Old LCD televisions can be given a new lease of life as medical implants, thanks to new research by scientists at the University of York.
The York Green Chemistry Centre of Excellence has found that a chemical found in LCD TVs can be extracted and used in cutting-edge biomedicine.
Polyvinyl-alcohol (PVA) is a key element of liquid crystal display technology. When these sets are thrown away, the LCD panels are usually incinerated or buried in landfill sites.
Biological booze baths
The researchers have developed a technique where recovered material is heated in water in a microwave and washed in ethanol to produce 'expanded PVA'.
Expanded PVA does not provoke a response from the human immune system, making it suitable for use in tissue scaffolds that help parts of the body regenerate. It could also be used in pills and dressings that are designed to deliver drugs to particular parts of the body.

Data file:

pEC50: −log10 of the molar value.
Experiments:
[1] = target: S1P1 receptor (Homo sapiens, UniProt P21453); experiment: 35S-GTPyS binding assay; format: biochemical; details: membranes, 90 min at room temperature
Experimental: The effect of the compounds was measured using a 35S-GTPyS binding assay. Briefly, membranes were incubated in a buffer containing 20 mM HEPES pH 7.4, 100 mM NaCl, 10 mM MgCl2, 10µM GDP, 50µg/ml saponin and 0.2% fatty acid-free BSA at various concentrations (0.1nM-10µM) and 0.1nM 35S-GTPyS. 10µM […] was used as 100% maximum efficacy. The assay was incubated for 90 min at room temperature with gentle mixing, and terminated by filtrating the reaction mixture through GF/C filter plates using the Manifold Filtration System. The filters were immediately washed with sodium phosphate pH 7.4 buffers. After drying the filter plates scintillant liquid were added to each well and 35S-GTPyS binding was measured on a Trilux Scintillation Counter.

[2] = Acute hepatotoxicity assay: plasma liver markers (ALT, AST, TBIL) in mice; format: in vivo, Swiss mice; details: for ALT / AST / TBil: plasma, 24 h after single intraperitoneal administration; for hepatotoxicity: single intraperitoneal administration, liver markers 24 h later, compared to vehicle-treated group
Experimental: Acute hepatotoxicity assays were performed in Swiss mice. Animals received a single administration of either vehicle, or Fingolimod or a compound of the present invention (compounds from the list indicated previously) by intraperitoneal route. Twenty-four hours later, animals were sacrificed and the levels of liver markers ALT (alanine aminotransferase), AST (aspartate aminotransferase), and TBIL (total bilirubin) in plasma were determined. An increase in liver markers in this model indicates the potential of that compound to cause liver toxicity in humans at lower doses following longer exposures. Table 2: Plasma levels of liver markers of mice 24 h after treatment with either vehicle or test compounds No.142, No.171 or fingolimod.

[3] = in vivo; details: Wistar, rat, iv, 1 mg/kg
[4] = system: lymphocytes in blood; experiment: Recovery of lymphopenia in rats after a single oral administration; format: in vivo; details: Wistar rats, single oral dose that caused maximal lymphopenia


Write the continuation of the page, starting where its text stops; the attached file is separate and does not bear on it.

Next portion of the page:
Professor James Clark, director of the York Green Chemistry Centre of Excellence, said: "With 2.5 billion liquid crystal displays already reaching the end of their life, that is a huge amount of potential waste to manage. It is important that we find ways of recycling as many elements of LCDs as possible so we don't simply have to resort to burying and burning them."
The research is a development from a long term project, funded by the Technology Strategy Board, examining the problems posed by LCD waste.
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